Published in: on August 28, 2012 at 9:00 am  Leave a Comment  

Optimism and Pessimism Mix in Washington

August 27, 1862

President Lincoln struggles to get a handle on military operations in northern Virginia through telegrams to Generals Herman Haupt, Ambrose Burnside and George B. McClellan.  To the latter he writes: “What news from the front?”  To Burnside he writes: “Do you hear any thing from [General John] Pope?”

Despite limited optimism in Washington, the seeds of defeat have been sown.  General McClellan had been hanging back, waiting for military disaster to require his recall to power.  He writes his wife: “Our affairs here now much tangled up & I opine that in a day or two your old husband will be called upon to unsnarl them.  In the mean time I shall be very patient — do to the best of my ability whatever I am called upon to do & wait my time.  I hope to have my part of the work pretty well straightened out today — in that case I shall move up to Wash this evening.”  Peter Cozzens, biographer of Pope, wrote how McClellan’s prophecy was playing out in Washington: “That evening, Charles Francis Adams Jr….shared drinks with McClellan’s staff; nearly every officer in Washington eventually found his way to Willard’s.  What Adams heard was most sobering – and a good reflection of McClellan’s thinking.  “I am ashamed at what I hear of Pope,’ he told his father.  ‘[McClellan’s staff] say that he is a humbug and is sure to come to grief.  He has got himself into such a position that he will be crushed and Washington lost, unless McClellan saves him.  He may come out with colors flying, for he is a lucky man, but he does, he is a dangerous one, and I am advised not to connect my fortunes with his.’”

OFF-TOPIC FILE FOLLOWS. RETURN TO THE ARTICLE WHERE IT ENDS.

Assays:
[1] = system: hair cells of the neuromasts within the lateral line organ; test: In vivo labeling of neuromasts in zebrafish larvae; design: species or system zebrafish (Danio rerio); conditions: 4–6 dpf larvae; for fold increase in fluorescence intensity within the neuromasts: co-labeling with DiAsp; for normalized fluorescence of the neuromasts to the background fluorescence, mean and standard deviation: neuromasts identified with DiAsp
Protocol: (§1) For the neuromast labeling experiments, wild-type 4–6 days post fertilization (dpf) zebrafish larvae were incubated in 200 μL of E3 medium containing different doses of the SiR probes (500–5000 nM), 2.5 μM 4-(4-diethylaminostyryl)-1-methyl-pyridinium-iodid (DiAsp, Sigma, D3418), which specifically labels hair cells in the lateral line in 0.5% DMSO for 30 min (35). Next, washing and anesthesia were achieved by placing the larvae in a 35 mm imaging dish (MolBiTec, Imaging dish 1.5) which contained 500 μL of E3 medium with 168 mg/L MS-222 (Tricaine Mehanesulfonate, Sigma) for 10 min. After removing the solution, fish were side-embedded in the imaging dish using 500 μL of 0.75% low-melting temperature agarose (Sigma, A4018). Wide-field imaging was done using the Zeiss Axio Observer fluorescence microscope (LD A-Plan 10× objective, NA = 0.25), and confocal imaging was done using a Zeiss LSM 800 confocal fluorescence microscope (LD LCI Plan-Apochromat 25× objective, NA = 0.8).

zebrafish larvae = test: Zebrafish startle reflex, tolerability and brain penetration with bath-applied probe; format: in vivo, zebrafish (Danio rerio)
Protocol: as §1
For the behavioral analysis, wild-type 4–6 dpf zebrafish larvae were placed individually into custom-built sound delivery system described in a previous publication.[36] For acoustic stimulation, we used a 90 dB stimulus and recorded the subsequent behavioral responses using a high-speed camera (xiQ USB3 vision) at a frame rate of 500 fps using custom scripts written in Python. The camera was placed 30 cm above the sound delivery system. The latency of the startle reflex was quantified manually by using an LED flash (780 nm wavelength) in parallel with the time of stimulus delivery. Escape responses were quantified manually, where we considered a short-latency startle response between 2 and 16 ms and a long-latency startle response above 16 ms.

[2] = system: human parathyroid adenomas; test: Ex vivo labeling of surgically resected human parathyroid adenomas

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War Clouds Gather as General Pope Stumbles

August 26, 1862

At a morning meeting, the Lincoln cabinet is “decidedly more hopeful than for some time past.” according to the Boston Advertiser.  President Lincoln trudges repeatedly from the White House to the nearby War Department to read telegrams from the war front in Virginia.

Peter Cozzens wrote in General John Pope: “August 26 was the watershed of the short life of the Army of Virginia.  Until that date, Pope handled the army commendably.   He countered Lee’s every move and from each fashioned opportunities of his own.  But Jackson’s flank march bewildered him.  For the next five days, Pope planned his actions on the basis of where Jackson and Longstreet had been, or where he hoped they would be, rather than where solid information placed them.”

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President Addresses Royal Spanish Births

August 25, 1862

Diplomacy requires the President to send two notes to Queen Isabella of Spain on births in the royal family: “I have received the letter which Your Majesty was pleased to address to me on the 28th. of May, last, announcing that the Duchess of Montpensier, Your Majesty’s beloved sister, had on the 12th. of the same month safely given birth to an Infante, upon whom, in sacred baptism, had been bestowed the names of Felipe Ramon Maria.”  In the other letter he wrote: “Great and Good Friend: I have received the letter which Your Majesty was pleased to address to me on the 18th. ultimo, announcing the birth of an Infanta upon whom had been bestowed in sacred baptism the names of Maria de la Paz Juana Amalia Adalberta Francisca de Paula Juana Bautista Isabel Francisca de Asis.”  Lincoln closed both letters: “I participate in the satisfaction afforded by this happy event, and offer to Your Majesty my sincere congratulations upon the occasion.

Black soldierswere officially accepted into the Southern Department of the Union Army under an order by Secretary Stanton to General Rufus Saxton.  Thaddeus Stevens biographer Ralph Korngold wrote of the Pennsylvania congressman: “In the meantime Stevens had made inquiries, and on August 25, 1862, wrote to Secretary [Salmon P.] Chase that the region was ‘so-unhealthy as to be wholly uninhabitable.’  He added this criticism of the President: “How unexpectedly the Pres’t is applying our appropriation for a purpose never intended by Congress.  I moved the appropriation of a half a million for general colonization purposes, but never thought new and independent colonies were to be planted – I intended it to aid in sending to Haiti, Liberia, and other places the liberated Dist. of Columbia slaves.’”